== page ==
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Table of Contents
Year : 2012  |  Volume : 16  |  Issue : 6  |  Page : 996-999

Polycystic ovary syndrome: Is obesity a sine qua non? A clinical, hormonal, and metabolic assessment in relation to body mass index

1 Department of Obstetrics and Gynecology, Lady Hardinge Medical College and Smt. Sucheta Kriplani Hospital, New Delhi, India
2 Department of Medicine, Lady Hardinge Medical College and Smt. Sucheta Kriplani Hospital, New Delhi, India

Date of Web Publication31-Oct-2012

Correspondence Address:
Anupam Prakash
2, Small Registrar Flats, LHMC Campus, New Delhi-110001
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Source of Support: The work has been partially funded from a grant received from the Department of Science and Technology (DST), Conflict of Interest: None

DOI: 10.4103/2230-8210.103011

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Objective : To determine the proportion of polycystic ovarian syndrome (PCOS) patients who have normal body mass index (BMI) and to compare the clinical, hormonal, and metabolic profile between lean and overweight patients of PCOS. Materials and Methods: One hundred consecutive infertile women with PCOS were studied and divided into lean (BMI between 18.5 and 23) and overweight (BMI ≥ 23). Metabolic and hormonal profile (serum FSH, LH, testosterone, prolactin, TSH on days 2-3 of menstrual cycle; serum progesterone premenstrually; serum insulin-fasting and 2 hours postglucose, glucose tolerance test, and fasting serum lipid profile) was performed along with pelvic sonogropahy; and clinical features, viz. waist hip ratio, hirsutism, acne, acanthosis nigricans, and clitoromegaly were recorded. Results: 42% of the PCOS subjects had normal BMI. Average age, hirsutism (80.9% vs. 89.7%), irregular cycles (92.8% vs. 96.6%), acne (9.5% vs. 15.5%), clitoromegaly (2.3% vs. 3.4%), endometrial thickness >4 mm (9.5% vs. 15.5%), and hormonal profile were similar in the lean and overweight PCOS groups. Family history of diabetes (9.5% vs. 24.1%), abnormal glucose tolerance test (GTT) (4.7% vs. 10.3%), deranged lipid profile (14.2% vs. 31%), and 2-hour postprandial insulin levels were higher in the overweight PCOS (P < 0.05). Insulin resistance was observed in 83.3% of lean PCOS but was still lower than 93.1% seen in overweight PCOS (P < 0.05). Conclusion: 42% of the PCOS had normal BMI, but clinical and hormonal profile was similar to PCOS patients with elevated BMI (overweight/obese). However, insulin resistance is observed in 83.3% of lean PCOS. Family history of diabetes, impaired GTT, deranged lipid profile, and insulin resistance were more prevalent in overweight PCOS.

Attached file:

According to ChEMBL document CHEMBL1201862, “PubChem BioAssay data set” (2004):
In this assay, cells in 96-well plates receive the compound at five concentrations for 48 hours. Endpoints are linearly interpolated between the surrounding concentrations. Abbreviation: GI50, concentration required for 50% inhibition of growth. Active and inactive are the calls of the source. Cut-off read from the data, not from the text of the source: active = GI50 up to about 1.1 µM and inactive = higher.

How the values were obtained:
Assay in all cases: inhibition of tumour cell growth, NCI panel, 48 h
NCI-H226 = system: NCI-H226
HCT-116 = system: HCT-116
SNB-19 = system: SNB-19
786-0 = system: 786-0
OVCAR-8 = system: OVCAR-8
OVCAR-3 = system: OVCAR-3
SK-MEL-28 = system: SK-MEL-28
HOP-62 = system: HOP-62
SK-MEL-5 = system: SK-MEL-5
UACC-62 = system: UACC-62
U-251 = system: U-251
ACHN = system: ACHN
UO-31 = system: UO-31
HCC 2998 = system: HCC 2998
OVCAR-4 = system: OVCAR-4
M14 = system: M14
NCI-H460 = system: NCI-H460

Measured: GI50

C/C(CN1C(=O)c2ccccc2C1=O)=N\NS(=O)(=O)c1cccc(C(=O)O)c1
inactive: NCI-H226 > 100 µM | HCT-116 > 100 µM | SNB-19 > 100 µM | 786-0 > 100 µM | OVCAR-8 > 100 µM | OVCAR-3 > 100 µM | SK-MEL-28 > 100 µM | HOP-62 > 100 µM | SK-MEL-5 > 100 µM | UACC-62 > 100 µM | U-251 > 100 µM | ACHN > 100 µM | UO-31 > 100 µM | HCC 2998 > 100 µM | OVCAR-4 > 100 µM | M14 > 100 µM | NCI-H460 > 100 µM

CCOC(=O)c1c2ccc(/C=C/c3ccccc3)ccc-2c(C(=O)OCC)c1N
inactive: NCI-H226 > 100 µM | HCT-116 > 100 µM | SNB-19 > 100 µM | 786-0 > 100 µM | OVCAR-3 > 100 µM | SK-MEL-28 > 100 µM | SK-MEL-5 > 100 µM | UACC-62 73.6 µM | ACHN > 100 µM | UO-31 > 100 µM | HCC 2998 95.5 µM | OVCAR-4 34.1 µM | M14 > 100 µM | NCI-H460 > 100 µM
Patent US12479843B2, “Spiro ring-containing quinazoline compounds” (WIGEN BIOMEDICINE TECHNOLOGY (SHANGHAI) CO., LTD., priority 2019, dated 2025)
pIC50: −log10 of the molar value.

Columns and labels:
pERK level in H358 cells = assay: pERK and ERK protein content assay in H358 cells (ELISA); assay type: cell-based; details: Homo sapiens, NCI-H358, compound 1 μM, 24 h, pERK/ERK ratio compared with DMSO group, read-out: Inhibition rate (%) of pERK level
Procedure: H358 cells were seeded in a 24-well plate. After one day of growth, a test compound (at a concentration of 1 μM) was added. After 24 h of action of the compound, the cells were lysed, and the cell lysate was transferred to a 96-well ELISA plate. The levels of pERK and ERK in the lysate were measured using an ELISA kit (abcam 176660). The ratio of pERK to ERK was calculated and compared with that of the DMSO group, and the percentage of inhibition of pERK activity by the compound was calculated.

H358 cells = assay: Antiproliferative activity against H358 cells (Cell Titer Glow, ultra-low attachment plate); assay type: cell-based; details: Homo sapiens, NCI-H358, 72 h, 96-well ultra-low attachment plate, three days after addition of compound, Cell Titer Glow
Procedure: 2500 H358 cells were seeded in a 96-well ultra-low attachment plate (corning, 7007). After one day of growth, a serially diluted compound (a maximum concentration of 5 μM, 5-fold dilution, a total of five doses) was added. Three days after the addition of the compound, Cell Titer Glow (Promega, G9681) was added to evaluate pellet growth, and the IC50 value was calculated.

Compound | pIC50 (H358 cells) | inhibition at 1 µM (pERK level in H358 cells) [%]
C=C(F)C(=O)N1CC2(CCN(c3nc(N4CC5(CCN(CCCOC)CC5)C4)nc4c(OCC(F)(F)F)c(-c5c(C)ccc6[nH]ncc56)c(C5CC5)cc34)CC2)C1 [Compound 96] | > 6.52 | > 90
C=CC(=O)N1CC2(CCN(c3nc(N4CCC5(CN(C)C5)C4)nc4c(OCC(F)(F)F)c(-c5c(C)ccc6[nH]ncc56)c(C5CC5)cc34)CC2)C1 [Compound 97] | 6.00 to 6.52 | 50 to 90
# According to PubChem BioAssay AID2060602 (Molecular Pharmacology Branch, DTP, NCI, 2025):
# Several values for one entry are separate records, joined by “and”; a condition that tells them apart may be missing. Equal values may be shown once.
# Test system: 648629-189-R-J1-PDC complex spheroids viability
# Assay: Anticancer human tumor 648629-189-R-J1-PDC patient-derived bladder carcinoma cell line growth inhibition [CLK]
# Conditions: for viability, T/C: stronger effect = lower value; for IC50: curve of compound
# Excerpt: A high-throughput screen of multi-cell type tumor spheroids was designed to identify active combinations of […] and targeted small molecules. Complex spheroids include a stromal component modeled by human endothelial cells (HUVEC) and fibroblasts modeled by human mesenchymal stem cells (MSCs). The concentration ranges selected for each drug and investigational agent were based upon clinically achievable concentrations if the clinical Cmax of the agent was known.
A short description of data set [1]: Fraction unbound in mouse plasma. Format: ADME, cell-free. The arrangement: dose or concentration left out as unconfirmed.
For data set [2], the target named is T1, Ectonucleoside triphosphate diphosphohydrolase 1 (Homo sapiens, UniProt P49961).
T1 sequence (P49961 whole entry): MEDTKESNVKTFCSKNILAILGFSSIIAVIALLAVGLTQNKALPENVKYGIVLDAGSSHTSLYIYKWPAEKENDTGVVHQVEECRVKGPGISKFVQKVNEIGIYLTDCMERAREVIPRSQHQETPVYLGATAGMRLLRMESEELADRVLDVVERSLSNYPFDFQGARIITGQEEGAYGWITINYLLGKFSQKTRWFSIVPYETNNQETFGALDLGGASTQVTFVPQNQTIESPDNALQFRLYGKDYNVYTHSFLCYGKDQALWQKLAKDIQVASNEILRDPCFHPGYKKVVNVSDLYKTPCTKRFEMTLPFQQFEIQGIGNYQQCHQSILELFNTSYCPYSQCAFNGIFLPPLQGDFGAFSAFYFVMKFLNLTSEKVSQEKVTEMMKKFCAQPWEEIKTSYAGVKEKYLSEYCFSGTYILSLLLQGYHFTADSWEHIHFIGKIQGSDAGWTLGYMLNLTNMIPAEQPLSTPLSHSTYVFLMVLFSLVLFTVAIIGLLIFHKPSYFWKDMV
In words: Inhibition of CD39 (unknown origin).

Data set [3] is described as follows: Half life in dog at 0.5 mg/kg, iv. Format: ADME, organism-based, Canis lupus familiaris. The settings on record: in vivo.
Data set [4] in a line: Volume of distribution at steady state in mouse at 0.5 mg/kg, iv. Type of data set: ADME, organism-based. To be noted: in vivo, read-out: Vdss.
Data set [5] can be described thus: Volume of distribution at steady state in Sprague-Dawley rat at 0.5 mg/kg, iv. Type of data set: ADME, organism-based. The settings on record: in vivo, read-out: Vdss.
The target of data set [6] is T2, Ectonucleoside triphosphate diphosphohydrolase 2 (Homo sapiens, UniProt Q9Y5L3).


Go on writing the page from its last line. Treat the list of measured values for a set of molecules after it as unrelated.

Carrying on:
Keywords: Metabolic syndrome, obesity, overweight, polycystic ovary syndrome

How to cite this article:
Saxena P, Prakash A, Nigam A, Mishra A. Polycystic ovary syndrome: Is obesity a sine qua non? A clinical, hormonal, and metabolic assessment in relation to body mass index. Indian J Endocr Metab 2012;16:996-9

How to cite this URL:
Saxena P, Prakash A, Nigam A, Mishra A. Polycystic ovary syndrome: Is obesity a sine qua non? A clinical, hormonal, and metabolic assessment in relation to body mass index. Indian J Endocr Metab [serial online] 2012 [cited 2021 Jul 27];16:996-9. Available from: https://www.ijem.in/text.asp?2012/16/6/996/103011

   Introduction Top

Polycystic ovarian syndrome (PCOS) affects 4-12% of women of reproductive age. It is a conglomeration of symptoms with varied presentations such as hirsutism, acne, alopecia, anovulatory cycles, and obesity. According to ESHRE/ASRM consensus [1] workshop at Rotterdam in 2003, the diagnosis of PCOS is based on the presence of any two of (1) chronic anovulation, (2) clinical/ biochemical parameters for hyperandrogenism, and (3) polycystic ovaries on ultrasonography. According to the AE PCOS (Androgen Excess and PCOS Society) criteria, PCOS should be defined by the presence of hyperandrogenism (clinical and/or biochemical), ovarian dysfunction (oligo- anovulation and/or polycystic ovaries), and the exclusion of related disorders. Overweight or obesity is not an essential criterion, although menstrual irregularities, obesity, and hypertension are considered as clinical indicators of PCOS. Recent studies have shown that insulin resistance is a key feature in the evolution of PCOS and predisposes to type 2 diabetes mellitus in the long run. Although a major proportion of PCOS patients are overweight or obese, some of them may be having normal or lower body mass index.

This study aimed to determine the proportion of PCOS subjects who are not overweight/obese and to compare the clinical, hormonal, and metabolic profile of lean [normal body mass index (BMI)] and overweight/obese PCOS women.

   Materials and Methods Top

One hundred consecutive women with age range 20- 38 years presenting with infertility over a 3-year period and diagnosed to have PCOS according to ESHRE/ASRM criteria [1] were included in the study after obtaining an informed written consent. Patients with BMI <23 kg/ m 2 were included in the lean PCOS and those with BMI ≥23 kg/ m 2 were considered as overweight PCOS. [2]